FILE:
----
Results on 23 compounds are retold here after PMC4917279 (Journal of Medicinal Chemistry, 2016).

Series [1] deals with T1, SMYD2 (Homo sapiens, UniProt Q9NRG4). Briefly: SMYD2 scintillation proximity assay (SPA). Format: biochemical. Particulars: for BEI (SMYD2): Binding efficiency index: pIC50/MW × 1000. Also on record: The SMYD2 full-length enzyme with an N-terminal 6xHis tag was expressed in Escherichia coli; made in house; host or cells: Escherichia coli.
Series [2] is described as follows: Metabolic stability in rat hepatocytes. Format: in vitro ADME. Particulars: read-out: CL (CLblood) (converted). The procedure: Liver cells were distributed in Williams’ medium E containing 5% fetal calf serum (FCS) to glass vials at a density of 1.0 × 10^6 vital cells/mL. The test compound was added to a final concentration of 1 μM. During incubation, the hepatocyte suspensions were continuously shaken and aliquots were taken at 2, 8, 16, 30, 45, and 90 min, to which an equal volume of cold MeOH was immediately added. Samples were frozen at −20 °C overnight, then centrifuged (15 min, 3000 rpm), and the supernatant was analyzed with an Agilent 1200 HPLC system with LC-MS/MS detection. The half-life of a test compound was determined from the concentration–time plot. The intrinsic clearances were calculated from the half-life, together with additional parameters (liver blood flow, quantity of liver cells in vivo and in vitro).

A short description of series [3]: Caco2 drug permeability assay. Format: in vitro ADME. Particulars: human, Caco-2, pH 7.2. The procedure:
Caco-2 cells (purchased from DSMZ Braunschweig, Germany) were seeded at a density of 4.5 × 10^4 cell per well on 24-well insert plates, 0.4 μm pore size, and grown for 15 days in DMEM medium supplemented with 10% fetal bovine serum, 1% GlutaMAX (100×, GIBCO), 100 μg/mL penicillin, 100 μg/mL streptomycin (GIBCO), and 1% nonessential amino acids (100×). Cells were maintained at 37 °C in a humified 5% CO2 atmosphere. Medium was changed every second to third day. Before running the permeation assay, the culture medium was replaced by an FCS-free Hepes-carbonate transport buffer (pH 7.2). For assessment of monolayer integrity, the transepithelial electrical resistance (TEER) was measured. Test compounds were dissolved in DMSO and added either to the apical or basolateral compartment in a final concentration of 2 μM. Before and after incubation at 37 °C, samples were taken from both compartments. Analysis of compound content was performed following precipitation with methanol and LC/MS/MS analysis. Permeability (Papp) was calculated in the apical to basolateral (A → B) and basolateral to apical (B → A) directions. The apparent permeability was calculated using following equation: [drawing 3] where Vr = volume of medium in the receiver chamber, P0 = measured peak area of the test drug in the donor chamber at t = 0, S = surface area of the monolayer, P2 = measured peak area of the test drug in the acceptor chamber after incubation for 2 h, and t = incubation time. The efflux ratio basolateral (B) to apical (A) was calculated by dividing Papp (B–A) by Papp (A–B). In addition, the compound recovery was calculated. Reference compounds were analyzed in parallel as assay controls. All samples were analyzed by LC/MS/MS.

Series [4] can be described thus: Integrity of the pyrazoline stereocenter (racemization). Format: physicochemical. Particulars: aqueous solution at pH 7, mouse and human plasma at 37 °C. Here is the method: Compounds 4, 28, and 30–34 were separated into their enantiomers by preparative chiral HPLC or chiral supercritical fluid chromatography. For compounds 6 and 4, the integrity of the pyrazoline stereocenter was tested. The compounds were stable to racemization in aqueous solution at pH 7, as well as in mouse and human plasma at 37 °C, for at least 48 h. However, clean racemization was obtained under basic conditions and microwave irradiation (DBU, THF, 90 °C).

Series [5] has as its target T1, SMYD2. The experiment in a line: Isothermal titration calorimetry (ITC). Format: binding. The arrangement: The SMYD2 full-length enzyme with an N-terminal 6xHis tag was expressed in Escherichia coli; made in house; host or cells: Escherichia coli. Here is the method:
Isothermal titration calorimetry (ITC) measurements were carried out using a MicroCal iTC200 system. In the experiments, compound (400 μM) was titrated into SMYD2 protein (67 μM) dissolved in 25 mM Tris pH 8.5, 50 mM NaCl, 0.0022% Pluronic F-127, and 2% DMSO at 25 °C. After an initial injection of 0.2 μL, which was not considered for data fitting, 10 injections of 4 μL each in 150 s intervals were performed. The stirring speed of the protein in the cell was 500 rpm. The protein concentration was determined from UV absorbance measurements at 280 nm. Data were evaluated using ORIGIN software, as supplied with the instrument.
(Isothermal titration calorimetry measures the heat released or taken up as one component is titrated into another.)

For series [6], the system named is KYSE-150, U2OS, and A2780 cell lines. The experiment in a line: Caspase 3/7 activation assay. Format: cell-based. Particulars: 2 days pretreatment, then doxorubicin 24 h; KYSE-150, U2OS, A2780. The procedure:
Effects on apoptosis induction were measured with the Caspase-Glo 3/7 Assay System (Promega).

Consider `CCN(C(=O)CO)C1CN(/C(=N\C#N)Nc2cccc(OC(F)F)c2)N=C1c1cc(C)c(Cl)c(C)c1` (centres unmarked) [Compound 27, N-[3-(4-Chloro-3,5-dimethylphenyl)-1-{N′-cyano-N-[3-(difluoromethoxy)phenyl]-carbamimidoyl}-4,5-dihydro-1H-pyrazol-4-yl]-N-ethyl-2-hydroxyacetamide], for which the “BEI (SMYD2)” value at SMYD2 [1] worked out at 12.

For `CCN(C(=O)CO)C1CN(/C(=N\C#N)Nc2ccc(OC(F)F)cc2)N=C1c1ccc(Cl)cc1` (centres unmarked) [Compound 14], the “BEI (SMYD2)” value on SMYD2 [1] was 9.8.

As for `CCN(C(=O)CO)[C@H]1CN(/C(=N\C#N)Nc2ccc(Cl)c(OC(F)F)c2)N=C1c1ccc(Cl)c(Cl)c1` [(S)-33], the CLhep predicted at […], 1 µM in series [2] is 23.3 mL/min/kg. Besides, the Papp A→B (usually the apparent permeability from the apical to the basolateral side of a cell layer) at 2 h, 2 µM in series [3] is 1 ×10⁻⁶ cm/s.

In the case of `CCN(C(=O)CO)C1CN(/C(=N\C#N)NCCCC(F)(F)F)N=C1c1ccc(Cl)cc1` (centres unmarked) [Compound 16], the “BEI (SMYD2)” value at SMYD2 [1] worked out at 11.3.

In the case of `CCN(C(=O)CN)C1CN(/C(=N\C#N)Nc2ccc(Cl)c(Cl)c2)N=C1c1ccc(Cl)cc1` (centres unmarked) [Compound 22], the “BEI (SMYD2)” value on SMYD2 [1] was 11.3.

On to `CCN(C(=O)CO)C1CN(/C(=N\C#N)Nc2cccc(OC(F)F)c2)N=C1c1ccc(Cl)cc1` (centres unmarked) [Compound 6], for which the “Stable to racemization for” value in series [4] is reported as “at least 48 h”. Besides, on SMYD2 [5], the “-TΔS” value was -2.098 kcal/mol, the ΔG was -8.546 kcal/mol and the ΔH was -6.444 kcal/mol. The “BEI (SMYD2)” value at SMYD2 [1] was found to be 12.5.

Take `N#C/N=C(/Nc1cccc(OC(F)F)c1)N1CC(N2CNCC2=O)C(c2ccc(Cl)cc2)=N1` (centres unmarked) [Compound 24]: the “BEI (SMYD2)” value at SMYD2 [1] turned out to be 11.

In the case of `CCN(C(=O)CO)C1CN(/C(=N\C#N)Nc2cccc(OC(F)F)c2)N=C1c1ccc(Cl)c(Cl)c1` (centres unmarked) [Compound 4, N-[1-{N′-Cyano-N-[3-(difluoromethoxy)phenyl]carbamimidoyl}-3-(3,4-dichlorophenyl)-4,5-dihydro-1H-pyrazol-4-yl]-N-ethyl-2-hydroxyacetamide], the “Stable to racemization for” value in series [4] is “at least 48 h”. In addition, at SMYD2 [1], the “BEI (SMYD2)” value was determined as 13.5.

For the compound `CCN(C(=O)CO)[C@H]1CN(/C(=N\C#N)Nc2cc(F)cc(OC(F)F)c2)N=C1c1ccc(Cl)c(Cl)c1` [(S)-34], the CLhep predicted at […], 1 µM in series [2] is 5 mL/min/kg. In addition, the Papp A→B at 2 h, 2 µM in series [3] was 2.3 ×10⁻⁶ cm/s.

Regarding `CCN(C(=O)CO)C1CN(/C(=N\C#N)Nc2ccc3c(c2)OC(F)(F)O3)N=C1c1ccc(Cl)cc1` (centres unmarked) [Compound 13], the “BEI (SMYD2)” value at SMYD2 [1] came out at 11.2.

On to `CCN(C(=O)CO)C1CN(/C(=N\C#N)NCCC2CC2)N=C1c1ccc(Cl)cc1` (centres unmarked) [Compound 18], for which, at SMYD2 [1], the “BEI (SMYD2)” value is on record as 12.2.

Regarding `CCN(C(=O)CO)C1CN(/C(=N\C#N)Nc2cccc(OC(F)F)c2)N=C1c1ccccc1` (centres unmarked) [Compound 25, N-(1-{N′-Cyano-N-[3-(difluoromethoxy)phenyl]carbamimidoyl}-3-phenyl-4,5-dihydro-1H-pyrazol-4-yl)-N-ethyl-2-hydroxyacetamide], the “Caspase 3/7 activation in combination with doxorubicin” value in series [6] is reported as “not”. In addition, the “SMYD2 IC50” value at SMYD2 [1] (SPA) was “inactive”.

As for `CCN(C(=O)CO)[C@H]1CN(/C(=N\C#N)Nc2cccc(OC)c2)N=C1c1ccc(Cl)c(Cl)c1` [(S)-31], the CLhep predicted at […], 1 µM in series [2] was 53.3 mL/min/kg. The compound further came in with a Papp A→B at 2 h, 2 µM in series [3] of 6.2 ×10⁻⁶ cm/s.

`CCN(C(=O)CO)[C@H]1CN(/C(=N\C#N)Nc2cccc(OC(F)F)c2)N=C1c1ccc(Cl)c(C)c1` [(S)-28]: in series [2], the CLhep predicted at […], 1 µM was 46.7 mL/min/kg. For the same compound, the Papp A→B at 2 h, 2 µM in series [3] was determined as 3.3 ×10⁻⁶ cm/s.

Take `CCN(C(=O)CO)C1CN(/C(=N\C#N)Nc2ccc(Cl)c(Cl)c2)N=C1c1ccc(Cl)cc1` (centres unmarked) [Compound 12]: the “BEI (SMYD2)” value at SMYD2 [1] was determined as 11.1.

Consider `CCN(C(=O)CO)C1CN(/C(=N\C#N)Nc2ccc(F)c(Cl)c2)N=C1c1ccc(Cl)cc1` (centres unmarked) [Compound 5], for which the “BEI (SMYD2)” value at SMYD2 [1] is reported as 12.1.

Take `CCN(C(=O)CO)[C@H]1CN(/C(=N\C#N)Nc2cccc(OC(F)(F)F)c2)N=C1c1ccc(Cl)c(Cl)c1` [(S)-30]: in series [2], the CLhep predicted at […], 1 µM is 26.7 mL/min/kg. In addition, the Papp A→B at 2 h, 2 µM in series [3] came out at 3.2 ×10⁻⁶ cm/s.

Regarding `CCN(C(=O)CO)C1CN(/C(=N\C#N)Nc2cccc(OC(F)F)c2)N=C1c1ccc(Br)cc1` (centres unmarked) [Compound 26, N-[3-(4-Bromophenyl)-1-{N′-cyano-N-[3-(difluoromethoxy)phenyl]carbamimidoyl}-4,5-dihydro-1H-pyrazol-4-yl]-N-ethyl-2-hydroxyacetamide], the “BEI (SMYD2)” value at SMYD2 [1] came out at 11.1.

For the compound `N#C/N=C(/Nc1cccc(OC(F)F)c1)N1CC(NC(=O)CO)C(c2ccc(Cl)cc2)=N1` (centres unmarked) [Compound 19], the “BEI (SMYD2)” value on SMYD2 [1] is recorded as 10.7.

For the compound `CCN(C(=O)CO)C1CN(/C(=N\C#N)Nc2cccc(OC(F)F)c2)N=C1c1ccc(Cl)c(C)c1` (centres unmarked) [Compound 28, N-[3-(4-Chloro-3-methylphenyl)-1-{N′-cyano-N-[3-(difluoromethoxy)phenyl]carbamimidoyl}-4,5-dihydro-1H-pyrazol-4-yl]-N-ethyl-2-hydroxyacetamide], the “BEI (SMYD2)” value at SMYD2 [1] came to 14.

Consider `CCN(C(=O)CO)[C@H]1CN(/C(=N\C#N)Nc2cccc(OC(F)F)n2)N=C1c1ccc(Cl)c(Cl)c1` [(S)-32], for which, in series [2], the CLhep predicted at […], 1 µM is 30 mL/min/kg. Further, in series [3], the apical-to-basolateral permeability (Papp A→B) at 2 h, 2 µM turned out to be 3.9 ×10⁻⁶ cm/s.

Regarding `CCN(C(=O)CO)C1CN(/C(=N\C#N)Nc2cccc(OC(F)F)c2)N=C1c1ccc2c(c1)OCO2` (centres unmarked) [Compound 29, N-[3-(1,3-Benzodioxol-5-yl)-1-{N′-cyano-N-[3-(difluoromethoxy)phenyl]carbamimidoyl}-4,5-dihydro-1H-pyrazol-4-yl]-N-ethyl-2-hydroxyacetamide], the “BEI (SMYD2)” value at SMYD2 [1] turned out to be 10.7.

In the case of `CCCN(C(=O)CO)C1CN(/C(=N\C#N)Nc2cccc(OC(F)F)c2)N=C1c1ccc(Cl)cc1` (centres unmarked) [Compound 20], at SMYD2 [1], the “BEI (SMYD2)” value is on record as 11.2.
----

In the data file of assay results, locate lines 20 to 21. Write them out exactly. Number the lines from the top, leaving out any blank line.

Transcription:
For the compound `CCN(C(=O)CO)[C@H]1CN(/C(=N\C#N)Nc2cc(F)cc(OC(F)F)c2)N=C1c1ccc(Cl)c(Cl)c1` [(S)-34], the CLhep predicted at […], 1 µM in series [2] is 5 mL/min/kg. In addition, the Papp A→B at 2 h, 2 µM in series [3] was 2.3 ×10⁻⁶ cm/s.

Regarding `CCN(C(=O)CO)C1CN(/C(=N\C#N)Nc2ccc3c(c2)OC(F)(F)O3)N=C1c1ccc(Cl)cc1` (centres unmarked) [Compound 13], the “BEI (SMYD2)” value at SMYD2 [1] came out at 11.2.